Tuesday, May 3, 2011

Preparing for Failure...

Failure is ineveitable...it will happen.
It's how you choose to handle it is your choice.

We had our first home school "failure" last week.
W. usually has no difficulty with his phonics work.  He breezes through it with little trouble.
Then there was the "test" to see if he understood the concepts from the last ten lessons.
Usually he passes with a "A plus 100%" (Where he came up with the grading I know not.)
But last week he got one problem wrong (he read the word "no" with a short o.)
I want him to understand that sometimes you get things wrong.
You are not perfect...neither am I...we all have to deal with getting things wrong.
The X went next to the word no.
"Will it stay there...erase it mommy I need to get it right."
"You will get it right, sometime...just not now."
I tried to let him know a 96% is nothing to sneeze at.
We found 96 on the 100 wall chart...pretty near the end!
But it continued.   
For the rest of the day he tried sneaking to the book to erase the X.
He cried.
He didn't want to show daddy his "failure."
I tried to show him on the 100 chart where "failure" was.
He wasn't buying it.

I have been known to not handle failure very well.
When a plant dies.
When I wasn't perfect at school.
When a client wants a different therapist.
Yup...that kid is a lot like me.
Dratted perfectionist personality.
I used to get upset as well.
I used to burst into tears like he does now.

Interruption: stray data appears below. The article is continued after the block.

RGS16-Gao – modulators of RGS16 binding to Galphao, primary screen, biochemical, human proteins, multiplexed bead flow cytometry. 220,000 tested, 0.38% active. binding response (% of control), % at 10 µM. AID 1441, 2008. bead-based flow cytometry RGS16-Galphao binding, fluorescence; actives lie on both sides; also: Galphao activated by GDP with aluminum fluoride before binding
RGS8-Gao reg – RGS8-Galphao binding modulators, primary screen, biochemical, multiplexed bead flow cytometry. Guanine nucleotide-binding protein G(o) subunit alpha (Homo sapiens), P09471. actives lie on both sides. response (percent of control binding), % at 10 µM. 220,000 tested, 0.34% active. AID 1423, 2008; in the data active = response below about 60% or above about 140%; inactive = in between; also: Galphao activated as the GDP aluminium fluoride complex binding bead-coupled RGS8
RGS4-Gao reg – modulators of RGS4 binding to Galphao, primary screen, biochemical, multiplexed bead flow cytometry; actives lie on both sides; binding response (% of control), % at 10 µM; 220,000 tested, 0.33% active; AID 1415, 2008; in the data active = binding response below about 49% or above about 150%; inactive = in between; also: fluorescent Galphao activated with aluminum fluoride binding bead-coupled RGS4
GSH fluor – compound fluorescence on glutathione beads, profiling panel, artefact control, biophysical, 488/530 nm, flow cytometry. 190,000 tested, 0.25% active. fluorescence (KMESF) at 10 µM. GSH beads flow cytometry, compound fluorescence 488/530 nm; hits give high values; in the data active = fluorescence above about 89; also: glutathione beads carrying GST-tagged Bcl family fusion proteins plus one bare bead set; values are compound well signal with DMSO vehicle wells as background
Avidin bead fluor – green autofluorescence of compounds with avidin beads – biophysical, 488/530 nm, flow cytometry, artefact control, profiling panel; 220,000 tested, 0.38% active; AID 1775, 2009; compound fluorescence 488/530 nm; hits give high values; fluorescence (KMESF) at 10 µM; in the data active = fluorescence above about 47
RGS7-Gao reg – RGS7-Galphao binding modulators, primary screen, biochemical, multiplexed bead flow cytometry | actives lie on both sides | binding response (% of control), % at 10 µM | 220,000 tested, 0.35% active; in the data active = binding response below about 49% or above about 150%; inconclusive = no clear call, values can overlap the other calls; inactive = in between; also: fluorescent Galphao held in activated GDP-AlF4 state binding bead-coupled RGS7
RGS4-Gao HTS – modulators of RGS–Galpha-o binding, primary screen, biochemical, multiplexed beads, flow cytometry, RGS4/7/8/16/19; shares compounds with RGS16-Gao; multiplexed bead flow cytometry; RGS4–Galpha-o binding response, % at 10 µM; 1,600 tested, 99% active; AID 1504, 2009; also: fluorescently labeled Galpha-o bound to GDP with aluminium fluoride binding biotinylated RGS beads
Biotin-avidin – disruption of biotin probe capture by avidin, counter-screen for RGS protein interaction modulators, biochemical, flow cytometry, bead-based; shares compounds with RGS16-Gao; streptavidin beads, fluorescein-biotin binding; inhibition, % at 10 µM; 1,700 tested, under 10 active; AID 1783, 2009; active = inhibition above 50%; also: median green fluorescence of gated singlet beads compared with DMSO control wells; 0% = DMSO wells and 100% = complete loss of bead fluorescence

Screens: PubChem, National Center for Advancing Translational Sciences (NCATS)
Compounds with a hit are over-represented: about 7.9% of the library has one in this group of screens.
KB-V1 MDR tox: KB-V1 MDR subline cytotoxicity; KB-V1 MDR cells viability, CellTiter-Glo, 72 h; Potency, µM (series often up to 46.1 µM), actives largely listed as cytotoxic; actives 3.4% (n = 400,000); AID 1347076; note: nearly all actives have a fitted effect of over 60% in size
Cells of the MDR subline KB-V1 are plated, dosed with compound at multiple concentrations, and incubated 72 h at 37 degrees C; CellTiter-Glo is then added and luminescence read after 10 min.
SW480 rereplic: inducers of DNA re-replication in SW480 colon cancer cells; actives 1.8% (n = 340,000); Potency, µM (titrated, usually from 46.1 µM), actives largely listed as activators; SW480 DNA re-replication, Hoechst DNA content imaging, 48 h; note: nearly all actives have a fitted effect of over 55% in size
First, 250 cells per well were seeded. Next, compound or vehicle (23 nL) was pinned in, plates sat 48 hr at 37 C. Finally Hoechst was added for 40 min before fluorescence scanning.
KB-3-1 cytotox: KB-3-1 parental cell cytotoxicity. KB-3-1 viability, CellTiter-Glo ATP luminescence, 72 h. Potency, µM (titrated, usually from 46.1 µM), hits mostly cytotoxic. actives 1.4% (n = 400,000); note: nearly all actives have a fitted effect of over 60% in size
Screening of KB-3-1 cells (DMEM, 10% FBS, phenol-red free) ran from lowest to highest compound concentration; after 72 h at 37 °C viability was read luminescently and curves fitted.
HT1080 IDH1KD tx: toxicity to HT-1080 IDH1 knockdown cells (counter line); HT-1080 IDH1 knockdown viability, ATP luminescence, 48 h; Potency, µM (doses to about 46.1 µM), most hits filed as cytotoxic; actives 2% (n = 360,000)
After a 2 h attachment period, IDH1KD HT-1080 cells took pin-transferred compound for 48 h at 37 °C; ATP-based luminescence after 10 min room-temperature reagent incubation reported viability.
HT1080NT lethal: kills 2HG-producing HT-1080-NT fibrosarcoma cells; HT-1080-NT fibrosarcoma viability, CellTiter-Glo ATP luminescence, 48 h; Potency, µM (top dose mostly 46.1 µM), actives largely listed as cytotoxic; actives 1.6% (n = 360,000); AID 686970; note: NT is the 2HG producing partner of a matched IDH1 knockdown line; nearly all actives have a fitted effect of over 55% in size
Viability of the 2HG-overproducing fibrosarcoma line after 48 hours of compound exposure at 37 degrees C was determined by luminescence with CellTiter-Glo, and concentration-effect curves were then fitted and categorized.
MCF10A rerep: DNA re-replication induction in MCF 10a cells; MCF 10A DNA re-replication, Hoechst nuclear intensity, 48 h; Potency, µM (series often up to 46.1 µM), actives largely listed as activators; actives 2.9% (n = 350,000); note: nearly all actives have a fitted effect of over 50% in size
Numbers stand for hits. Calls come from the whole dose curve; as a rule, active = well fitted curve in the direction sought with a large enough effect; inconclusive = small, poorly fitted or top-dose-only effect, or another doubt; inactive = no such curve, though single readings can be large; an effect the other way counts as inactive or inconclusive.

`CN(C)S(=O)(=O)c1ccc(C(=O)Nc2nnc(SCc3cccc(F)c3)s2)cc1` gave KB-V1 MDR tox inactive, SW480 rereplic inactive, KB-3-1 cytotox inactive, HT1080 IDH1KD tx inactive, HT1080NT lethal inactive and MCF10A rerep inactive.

I now am able to keep it inside (for the most part.)
I am able to move on.
When my husband and I were dating, his mother and aunts bought me a book for my birthday.
It was A Tree Grows In Brooklyn.
I love the quote:

"Those were the Rommely women: Mary the mother, Evy, Sissy, their daughters, Katie, and Francie, who would grow up to be a Rommely woman even though her name was Nolan.  They were all slender, frail creatures with wondering eyes and soft fluttery voices...They were made out of thin invisible steel."
                                             -Betty Smith

Sometimes I long for that...to be made of thin invisible steel.  
Strong, invincible...letting life roll off of me and not bothering me.
This is how I desire to deal with failure.
I am thankful that I am able to deal with it.
I can rationalize that I am not perfect.
It was a lesson learned over time.
My dear husband helped me learn this lesson over the years as well...
(while talking me down from my hysterics when I had an exam on neuroanatomy and dysarthria.)

But how do you teach a child to deal with their need for perfection?

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